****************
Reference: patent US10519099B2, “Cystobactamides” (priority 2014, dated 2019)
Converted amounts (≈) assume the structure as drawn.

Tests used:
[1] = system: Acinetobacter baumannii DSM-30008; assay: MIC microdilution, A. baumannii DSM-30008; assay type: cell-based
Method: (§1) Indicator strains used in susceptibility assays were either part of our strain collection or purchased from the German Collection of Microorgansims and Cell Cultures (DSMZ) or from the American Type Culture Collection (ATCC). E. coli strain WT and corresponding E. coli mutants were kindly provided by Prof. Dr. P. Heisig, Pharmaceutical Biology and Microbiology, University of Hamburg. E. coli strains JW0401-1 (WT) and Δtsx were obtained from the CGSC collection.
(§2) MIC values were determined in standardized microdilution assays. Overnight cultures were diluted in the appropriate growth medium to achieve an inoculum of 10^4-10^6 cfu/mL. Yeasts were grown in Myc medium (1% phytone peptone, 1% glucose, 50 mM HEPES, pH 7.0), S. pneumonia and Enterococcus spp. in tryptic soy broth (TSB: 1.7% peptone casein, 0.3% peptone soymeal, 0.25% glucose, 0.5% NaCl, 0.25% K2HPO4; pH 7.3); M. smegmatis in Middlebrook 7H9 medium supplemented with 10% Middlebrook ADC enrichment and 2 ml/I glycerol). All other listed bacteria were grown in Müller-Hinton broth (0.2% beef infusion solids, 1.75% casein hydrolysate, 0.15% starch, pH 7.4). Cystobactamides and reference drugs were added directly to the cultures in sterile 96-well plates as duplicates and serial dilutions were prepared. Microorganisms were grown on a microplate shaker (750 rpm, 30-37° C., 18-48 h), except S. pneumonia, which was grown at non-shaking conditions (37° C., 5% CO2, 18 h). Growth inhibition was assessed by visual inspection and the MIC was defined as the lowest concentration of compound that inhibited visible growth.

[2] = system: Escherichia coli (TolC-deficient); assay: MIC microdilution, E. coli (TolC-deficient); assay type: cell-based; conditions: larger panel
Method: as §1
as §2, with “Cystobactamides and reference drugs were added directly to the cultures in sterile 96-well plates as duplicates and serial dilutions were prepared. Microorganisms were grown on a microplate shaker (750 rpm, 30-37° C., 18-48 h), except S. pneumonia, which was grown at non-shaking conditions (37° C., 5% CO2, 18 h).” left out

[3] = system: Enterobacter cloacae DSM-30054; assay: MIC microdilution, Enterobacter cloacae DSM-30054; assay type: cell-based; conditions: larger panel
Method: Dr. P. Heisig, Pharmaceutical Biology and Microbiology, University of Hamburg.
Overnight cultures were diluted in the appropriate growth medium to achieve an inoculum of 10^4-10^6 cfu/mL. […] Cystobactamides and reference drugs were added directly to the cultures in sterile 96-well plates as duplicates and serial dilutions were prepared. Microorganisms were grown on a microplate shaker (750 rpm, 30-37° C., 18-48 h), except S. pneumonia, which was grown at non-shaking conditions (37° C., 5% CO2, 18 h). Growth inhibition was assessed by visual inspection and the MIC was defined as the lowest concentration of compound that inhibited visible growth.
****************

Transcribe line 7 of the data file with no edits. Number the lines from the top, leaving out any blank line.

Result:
[2] = system: Escherichia coli (TolC-deficient); assay: MIC microdilution, E. coli (TolC-deficient); assay type: cell-based; conditions: larger panel